Weight changes and the risk of knee osteoarthritis requiring arthroplasty
- 1Finnish Institute of Occupational Health, Department of Public Health and General Practice, University of Kuopio, Kuopio, Finland
- 2Department of Epidemiology and Biostatistics, Finnish Institute of Occupational Health, Helsinki, Finland
- 3National Public Health Institute, Helsinki, Finland
- 4Department of Surgery, Kuopio University Hospital, Kuopio, Finland
- Correspondence to:
Dr P Manninen
Finnish Institute of Occupational Health, PO Box 93, FIN-70701 Kuopio, Finland;
- Accepted 7 February 2004
Objective: To examine the effect of weight changes between 20 and 50 years of age on the risk of severe knee osteoarthritis (OA) requiring arthroplasty.
Subjects and methods: Cases were 55–75 year old men and women (n = 220) having had knee arthroplasty for primary osteoarthritis at the Kuopio University Hospital in 1992–93. Controls (n = 415) were randomly selected from the population of Kuopio Province. Weight at the age of 20, 30, 40, and 50 years was collected retrospectively with a postal questionnaire.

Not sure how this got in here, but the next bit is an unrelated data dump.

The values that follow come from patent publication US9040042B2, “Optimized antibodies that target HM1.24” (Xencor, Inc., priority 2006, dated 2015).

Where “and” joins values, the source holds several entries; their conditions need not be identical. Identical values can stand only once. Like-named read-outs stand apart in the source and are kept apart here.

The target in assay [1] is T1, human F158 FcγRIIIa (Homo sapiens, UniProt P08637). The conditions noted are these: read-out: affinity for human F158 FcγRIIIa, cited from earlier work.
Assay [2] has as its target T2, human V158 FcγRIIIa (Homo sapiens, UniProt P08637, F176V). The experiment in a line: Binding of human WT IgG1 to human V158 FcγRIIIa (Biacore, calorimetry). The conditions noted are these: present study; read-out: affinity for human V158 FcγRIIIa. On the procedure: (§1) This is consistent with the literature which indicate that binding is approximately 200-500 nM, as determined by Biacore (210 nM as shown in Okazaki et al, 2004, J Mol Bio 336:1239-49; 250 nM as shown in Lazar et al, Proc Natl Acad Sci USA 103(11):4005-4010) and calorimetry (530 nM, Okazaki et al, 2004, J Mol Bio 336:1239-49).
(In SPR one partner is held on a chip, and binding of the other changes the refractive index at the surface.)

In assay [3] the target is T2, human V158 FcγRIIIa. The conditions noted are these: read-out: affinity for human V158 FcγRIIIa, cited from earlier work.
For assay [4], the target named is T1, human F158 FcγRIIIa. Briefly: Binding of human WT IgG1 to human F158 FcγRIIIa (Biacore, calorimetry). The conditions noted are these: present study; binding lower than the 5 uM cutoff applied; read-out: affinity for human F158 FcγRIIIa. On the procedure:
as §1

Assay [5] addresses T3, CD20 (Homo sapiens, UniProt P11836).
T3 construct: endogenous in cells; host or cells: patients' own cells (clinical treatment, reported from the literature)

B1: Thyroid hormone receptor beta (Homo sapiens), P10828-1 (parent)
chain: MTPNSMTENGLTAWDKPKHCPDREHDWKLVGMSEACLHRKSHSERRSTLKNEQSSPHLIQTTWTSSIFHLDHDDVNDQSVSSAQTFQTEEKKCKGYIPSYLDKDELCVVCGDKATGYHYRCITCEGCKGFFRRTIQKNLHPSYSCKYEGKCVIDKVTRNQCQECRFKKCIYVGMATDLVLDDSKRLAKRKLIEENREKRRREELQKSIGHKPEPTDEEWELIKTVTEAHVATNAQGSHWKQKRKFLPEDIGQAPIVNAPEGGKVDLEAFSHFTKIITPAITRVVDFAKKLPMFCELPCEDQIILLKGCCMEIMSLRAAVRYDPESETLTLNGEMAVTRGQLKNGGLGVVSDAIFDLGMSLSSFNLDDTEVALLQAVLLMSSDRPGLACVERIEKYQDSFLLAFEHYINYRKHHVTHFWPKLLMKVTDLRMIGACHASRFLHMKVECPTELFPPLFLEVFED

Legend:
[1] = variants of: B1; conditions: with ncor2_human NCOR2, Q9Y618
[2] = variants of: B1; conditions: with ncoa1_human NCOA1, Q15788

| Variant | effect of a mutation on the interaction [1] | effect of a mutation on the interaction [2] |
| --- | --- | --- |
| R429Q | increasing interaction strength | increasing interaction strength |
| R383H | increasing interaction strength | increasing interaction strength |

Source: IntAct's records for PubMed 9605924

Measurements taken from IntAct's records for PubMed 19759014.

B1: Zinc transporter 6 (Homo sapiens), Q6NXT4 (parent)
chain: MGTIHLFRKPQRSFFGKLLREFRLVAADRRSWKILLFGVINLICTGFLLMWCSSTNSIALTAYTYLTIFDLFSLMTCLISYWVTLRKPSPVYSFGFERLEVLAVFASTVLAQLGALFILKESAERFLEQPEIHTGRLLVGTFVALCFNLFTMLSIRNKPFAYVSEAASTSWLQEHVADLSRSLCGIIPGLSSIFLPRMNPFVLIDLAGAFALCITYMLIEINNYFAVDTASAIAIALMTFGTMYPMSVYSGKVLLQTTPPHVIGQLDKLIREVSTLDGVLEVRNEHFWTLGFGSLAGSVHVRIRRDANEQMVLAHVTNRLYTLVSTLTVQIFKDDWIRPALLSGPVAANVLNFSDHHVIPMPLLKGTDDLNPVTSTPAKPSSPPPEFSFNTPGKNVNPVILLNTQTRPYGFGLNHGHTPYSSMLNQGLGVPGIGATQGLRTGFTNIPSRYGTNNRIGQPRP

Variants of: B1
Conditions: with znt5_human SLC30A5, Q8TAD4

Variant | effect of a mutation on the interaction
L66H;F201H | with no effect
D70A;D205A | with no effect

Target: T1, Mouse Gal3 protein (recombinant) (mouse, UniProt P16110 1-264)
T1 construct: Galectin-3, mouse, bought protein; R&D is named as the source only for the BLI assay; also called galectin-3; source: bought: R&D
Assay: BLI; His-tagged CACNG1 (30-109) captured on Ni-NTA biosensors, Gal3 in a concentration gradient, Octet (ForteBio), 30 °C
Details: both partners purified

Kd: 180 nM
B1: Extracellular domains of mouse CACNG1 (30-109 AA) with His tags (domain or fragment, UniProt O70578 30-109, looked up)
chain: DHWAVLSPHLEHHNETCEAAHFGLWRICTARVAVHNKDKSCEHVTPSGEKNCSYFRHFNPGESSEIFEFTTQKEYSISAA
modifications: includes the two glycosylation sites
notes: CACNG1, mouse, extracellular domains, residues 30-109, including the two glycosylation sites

Results: After adjustment for age, sex, history of physical workload, recreational physical activity, and previous knee injury, weight gain resulting to a shift from normal body mass index (BMI ⩽25 kg/m2) to overweight (BMI >25 kg/m2) was associated with a higher relative risk of knee OA requiring arthroplasty than persistent overweight from 20−50 years of age, compared with those with normal relative weight during the corresponding age period. The odds ratios (OR) were 3.07 (95% confidence interval 1.87 to 5.05) for those with normal weight at the age of 20 years and overweight at two or three of the ages 30, 40 or 50 years, 3.15 (1.85 to 5.36) for those with overweight from the age of 30 years, and 2.37 (1.21 to 4.62) for those with overweight from the age of 20 years, respectively.
Conclusion: In adult life, a shift from normal to overweight may carry a higher risk for knee OA requiring arthroplasty than does constant overweight.